To make this even more clear, if you continue on in the immediate context, Paul declares:

"The Lord’s bond-servant must not be quarrelsome, but be kind to all, able to teach, patient when wronged, with gentleness correcting those who are in opposition, if perhaps God may grant them repentance leading to the knowledge of the truth, and they may come to their senses and escape from the snare of the devil, having been held captive by him to do his will." (2 Timothy 2:24-26, NASB).

By claiming the resurrection had already taken place they were denying the faith. Paul's instruction to Timothy was to correct them in hopes that God might "grant them repentance leading to the knowledge of the truth."

The author of Hebrews speaks about the second coming of Christ in Hebrews 9:28. He will come "a second time for salvation without reference to sin, to those who eagerly await Him." This coming is not in reference to sin, but will be at the consummation of the ages. I would also point out that Christians are eagerly awaiting for the return of Christ. This will usher in the resurrection of the dead, the new heavens and new earth, and the final Day of Judgment. Earlier in his letter, the author also makes mention of the "elementary teaching" about Christ in which he refers to "the resurrection of the dead and eternal judgment" (Hebrews 6:2). Subjects about the resurrection and the final judgment are of the most basic elements of the Christian faith, and to deny them is to step outside of Orthodoxy.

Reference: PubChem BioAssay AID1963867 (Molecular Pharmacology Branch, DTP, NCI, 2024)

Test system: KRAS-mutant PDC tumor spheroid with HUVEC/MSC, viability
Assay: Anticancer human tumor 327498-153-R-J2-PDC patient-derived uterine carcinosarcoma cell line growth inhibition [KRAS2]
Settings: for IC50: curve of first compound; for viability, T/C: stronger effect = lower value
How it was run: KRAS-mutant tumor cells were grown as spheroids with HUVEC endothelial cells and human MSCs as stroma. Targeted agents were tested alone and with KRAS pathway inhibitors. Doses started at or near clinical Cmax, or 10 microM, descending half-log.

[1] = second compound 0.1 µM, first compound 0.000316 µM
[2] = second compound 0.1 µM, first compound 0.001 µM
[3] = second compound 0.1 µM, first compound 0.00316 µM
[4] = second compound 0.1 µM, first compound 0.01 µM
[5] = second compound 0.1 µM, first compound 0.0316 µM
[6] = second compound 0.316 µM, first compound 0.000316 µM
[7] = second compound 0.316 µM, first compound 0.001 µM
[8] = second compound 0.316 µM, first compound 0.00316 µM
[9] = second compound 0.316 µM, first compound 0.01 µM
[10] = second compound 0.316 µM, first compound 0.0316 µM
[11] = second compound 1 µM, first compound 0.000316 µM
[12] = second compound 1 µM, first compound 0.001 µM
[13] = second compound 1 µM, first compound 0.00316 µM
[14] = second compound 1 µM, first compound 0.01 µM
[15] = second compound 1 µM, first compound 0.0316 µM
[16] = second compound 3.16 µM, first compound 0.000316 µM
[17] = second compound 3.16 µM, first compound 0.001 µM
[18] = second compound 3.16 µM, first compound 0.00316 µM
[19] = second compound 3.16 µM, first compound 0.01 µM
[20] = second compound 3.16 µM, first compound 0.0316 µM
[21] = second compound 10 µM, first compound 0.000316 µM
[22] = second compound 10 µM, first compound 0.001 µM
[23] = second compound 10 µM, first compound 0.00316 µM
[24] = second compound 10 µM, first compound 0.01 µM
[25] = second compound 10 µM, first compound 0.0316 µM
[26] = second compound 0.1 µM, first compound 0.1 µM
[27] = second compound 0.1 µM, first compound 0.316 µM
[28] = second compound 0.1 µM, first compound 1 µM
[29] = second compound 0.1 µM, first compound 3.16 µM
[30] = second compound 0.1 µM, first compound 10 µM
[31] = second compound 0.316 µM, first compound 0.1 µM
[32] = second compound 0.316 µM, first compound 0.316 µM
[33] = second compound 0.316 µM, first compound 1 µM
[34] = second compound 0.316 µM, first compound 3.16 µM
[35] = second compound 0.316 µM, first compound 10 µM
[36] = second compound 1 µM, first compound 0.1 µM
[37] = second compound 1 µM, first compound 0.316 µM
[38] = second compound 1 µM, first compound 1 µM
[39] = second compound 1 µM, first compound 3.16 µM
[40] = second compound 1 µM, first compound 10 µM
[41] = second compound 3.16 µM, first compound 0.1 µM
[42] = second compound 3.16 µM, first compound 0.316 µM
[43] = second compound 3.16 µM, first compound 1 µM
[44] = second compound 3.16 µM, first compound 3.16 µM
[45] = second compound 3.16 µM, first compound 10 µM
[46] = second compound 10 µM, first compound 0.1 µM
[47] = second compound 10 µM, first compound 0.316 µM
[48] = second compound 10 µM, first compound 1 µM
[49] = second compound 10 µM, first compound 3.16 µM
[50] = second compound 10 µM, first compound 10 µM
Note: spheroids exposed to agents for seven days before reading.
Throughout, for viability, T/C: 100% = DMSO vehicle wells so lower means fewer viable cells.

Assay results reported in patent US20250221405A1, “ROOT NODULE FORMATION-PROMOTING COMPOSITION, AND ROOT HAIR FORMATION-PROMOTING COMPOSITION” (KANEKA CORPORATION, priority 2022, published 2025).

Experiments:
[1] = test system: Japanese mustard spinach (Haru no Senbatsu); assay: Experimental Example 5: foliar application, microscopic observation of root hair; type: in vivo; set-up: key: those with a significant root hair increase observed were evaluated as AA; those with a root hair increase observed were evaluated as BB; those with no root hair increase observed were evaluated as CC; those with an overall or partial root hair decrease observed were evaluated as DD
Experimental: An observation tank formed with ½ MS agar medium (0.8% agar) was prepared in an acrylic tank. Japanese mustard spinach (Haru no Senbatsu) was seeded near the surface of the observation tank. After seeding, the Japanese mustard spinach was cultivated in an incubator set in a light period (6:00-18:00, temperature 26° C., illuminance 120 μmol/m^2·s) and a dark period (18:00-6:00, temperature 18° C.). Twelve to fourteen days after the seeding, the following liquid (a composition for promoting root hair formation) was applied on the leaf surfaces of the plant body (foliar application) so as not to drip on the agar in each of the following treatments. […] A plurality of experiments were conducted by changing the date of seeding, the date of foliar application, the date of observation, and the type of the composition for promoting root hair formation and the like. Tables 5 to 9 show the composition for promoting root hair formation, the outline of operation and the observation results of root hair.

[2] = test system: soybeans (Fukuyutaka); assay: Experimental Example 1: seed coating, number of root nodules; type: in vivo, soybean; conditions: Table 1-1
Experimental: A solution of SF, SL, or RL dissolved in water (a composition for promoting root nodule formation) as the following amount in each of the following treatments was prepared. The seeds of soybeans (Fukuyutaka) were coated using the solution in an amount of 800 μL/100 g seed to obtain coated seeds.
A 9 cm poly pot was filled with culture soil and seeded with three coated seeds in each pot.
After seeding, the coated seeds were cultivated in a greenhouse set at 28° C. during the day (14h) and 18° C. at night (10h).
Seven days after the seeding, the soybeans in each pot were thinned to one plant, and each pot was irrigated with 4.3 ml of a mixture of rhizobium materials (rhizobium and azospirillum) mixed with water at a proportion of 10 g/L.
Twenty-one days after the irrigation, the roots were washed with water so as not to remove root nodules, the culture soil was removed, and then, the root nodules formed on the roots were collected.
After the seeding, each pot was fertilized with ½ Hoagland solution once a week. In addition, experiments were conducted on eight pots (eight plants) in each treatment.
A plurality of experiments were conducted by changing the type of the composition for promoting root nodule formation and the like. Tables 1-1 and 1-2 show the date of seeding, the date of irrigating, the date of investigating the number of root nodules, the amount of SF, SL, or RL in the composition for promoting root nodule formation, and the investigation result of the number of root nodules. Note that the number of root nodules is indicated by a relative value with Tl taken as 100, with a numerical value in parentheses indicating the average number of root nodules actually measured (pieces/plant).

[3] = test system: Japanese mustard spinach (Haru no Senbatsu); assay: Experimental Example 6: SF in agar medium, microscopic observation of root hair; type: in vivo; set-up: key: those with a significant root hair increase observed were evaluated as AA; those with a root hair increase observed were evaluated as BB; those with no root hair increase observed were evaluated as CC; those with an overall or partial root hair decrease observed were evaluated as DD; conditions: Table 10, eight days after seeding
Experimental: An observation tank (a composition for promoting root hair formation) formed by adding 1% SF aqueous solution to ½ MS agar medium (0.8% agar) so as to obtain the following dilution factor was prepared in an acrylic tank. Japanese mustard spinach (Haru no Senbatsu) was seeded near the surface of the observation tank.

Spiritualizing Everything

How could the resurrection have happened in AD 70? Nobody saw dead corpses being regenerated across the globe. Integral to Hyper-Preterism is the belief that the resurrection of the dead is a spiritual resurrection. This is quite disturbing considering that for this to be true a complete redefinition of the term "resurrection" is required. "Resurrection" simply means: that which is dead coming to life again; to be regenerated. Examples include when Lazarus was resurrected from the grave, which was not a spiritual occurrence: "The man who had died came forth, bound hand and foot with wrappings, and his face was wrapped around with a cloth" (John 11:44, NASB). When Jesus died on the cross, many saints were raised from their tombs and were wandering through Jerusalem (Matthew 27:52-53)!

But the single most important example is this: Jesus rose from the grave, and this was a physical resurrection. Why is this so important? Paul explains for us in 1 Corinthians 15:

"Now if Christ is preached, that He has been raised from the dead, how do some among you say that there is no resurrection of the dead? But if there is no resurrection of the dead, not even Christ has been raised; and if Christ has not been raised, then our preaching is vain, your faith also is vain. Moreover we are even found to be false witnesses of God, because we testified against God that He raised Christ, whom He did not raise, if in fact the dead are not raised. For if the dead are not raised, not even Christ has been raised; and if Christ has not been raised, your faith is worthless; you are still in your sins. Then those also who have fallen asleep in Christ have perished. If we have hoped in Christ in this life only, we are of all men most to be pitied" (1 Corinthians 15:12-19, NASB). 

There is a direct parallel between the nature of Christ's resurrection and that of the resurrection of the dead. Therefore the nature of one will be the nature of the other. Paul asks the question: If Christ was raised from the dead, how are some saying that there is no resurrection of the dead? Or asked in a way more relevant to the Hyper-Preterist: if Christ rose physically, how can you say that the resurrection of the dead is spiritual? The importance of this cannot be overstated, and I think Paul expressed the significance of this when he said: "For if the dead are not raised, not even Christ has been raised; and if Christ has not been raised, your faith is worthless; you are still in your sins."